The Eagles offense is explosive, Michael Vick. He promised his teammates he would play the game with an eye toward staying healthy all 16 games. That means he's trying to change habits that are decades old. Vick hasn't had a 16-start season since 2006 and defenses aren't buying there's a different No. 7 under center. He's been sacked once for every 11 throws for his career (244 total sacks), and that takes a toll. Throw in the fact he has run the ball 729 times for 5,219 yards and the truth is Vick has been hit or tackled well over 1,000 times.
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2012 Preview Schedule
Cowboys @ Eagles: 11/11 (4:15 p.m. ET)
Eagles @ Cowboys: 12/2 (8:20 p.m. ET)
2012 Preview Schedule
Giants @ Eagles: 9/30 (8:20 p.m. ET)
Eagles @ Giants: 12/30 (1 p.m. ET)
2012 Preview Schedule
Redskins @ Eagles: 12/23 (1 p.m. ET)
Eagles @ Redskins: 11/18 (1 p.m. ET)
As one defensive coordinator said to me, "I don't care what Mike says about playing safe, we aren't playing any man under two deep with his wheels on the field." Man under two deep commits too many defenders turning their back on Vick and running with receivers.
Offensive coordinator Marty Mornhinweg has balanced up this offense since the emergence of LeSean McCoy. McCoy has more power than most would think at 5-foot-11, 208 pounds but 580 of his 1,309 rushing yards in 2011 came after contact. Defenses have to worry about him as a receiver, too, though his reception total dipped from 78 in 2010 to 48 last season. The Eagles are an extremely dangerous 11 personnel team (one RB, one TE, three WRs) with DeSean Jackson, Jeremy Maclin, Jason Avant, Brent Celek and McCoy on the field. Teams can't match up with this group and contain Vick.
I expect the Eagles to run the ball more with McCoy on third down to take some pressure off Vick (17 third-down rushes in 2011). McCoy had 25 carries on third down at 5.8 yards per carry. By comparison, Texans RB Arian Foster ran 41 times on third down.
This 4-3 defense got its act together in the second half of the 2011 season, especially the last four games when they gave up 46 points (11.5 per game). In the second of two division games against the Giants, Cowboys and Redskins they gave up a grand total of 27 points (9.0 per game). The offseason acquisition of MLB DeMeco Ryans gives DC Juan Castillo much more flexibility to check stunts, blitzes and coverages.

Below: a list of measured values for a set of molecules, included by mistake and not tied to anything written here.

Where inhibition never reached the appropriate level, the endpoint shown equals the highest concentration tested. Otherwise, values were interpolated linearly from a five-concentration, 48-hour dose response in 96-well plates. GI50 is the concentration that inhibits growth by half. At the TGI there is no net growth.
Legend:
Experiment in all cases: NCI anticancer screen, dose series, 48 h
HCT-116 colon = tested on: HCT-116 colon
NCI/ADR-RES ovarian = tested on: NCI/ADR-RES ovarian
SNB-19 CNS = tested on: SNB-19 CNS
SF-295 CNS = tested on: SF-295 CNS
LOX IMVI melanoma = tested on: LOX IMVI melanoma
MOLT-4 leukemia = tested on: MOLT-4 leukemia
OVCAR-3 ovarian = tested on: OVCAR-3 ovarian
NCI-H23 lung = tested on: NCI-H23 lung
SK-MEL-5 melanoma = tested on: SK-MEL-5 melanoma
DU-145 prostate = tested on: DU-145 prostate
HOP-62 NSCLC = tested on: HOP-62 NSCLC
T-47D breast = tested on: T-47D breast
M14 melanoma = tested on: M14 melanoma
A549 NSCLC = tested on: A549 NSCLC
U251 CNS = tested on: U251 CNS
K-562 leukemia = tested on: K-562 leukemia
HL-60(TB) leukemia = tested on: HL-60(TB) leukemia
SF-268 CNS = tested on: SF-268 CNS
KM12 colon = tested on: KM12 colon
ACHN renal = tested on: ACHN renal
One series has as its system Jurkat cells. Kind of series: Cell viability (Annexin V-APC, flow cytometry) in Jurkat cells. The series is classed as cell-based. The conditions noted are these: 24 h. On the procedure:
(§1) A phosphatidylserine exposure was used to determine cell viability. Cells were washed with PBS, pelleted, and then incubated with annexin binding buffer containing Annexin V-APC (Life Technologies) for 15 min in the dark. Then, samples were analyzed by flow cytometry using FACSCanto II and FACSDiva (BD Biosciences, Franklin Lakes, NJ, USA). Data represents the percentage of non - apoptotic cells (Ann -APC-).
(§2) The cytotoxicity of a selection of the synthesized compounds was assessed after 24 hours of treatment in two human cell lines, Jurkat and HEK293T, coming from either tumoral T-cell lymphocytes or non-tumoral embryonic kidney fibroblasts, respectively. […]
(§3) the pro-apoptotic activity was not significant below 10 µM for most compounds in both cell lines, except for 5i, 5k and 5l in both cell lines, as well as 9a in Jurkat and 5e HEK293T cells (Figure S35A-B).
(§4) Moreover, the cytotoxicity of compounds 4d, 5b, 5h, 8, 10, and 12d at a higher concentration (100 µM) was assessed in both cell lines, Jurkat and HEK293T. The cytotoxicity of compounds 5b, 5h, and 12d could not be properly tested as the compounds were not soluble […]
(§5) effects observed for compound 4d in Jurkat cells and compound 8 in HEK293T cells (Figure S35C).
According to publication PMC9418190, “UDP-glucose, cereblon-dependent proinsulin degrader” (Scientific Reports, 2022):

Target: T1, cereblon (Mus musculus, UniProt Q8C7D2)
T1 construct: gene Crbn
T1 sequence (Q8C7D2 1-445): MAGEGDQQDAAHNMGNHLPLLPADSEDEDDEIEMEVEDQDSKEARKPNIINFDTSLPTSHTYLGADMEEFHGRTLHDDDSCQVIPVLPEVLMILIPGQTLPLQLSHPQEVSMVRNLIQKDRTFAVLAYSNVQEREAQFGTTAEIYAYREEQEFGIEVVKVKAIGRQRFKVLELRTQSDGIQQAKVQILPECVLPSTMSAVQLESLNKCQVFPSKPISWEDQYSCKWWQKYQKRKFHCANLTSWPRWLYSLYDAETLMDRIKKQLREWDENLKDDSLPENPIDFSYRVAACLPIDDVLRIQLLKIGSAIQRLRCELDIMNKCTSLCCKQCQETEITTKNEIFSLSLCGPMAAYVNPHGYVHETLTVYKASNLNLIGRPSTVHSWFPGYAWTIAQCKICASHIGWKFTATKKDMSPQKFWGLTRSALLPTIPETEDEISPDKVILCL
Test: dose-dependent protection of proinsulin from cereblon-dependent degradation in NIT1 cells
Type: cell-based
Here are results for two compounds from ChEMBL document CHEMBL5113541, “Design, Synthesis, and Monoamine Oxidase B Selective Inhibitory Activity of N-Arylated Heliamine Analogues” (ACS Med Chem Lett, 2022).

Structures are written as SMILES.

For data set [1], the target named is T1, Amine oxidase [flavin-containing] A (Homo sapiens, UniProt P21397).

I spoke with DE Jason Babin who had 18 sacks last year in the Eagles' "wide 9" look. He thought too much was made of the "wide 9" and that the Eagles aren't in that call exclusively. This defense will use more press man coverage this season than last, and that may raise the number interference calls but it will help their overall play.
I expect a repeat of last season when Trent Cole and Babin combined for 29 sacks (11 other players also recorded sacks). In 2011, only Tom Brady threw for more than 300 yards, but 10 teams rushed for more than 100 yards on the Eagles.
By Rob Rang | NFLDraftScout.com Senior Analyst
In the first two rounds of the draft, Philadelphia added three future starters along the front seven with defensive tackle Fletcher Cox, linebacker Mychal Kendricks and defensive end Vinny Curry. However, fourth-round cornerback Brandon Boykin could have the most immediate impact.
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Boykin was projected as a top 75 draft pick before a broken leg during Senior Bowl week sidelined him for the remainder of the pre-draft process. Boykin's injury combined with a few other concerns made him available on the draft's third day. And the Eagles, who were looking for a potential slot corner, were more than happy to see the ex-Bulldog available in the fourth round.
Boykin possesses special tools with the foot speed to cover a lot of ground and fluidity to burst in any direction, making him a natural fit in nickel and inside coverage. He needs to continue and develop his coverage skills and awareness to improve his "feel" in the secondary, but his gifted athleticism hides some of his instinctive shortcomings.
The largest obstacle in his way might be his inconsistencies as a tackler. At 5-10 and 182 pounds, Boykin appears maxed out physically and his lack of strength shows in run support, struggling to finish and break down in space. He doesn't shy from contact and is extremely aggressive, but often needs the help of his teammates to bring down the ballcarrier. Boykin's lack of size also leads to strong durability concerns as he was often beaten up in college.
Boykin has the natural ability to contribute right away as a nickel back and return man with starting cornerback potential if he continues to develop mentally. With only a fourth round price tag, it wouldn't be surprising if he turned out to be one of the best values from the 2012 NFL Draft.
The rest of the Eagles' picks:
1st Round - No. 12 overall - Fletcher Cox, DT, Mississippi State
2nd Round - No. 46 overall - Mychal Kendricks, ILB, California
2nd Round - No. 59 overall - Vinny Curry, DE, Marshall
3rd Round - No. 88 overall - Nick Foles, QB, Arizona
4th Round - No. 123 overall - Brandon Boykin, CB, Georgia
5th Round - No. 153 overall - Dennis Kelly, OT, Purdue
6th Round - No. 194 overall - Marvin McNutt, WR, Iowa
6th Round - No. 200 overall - Brandon Washington, G, Miami (Fla.)
7th Round - No. 229 overall - Bryce Brown, RB, Kansas State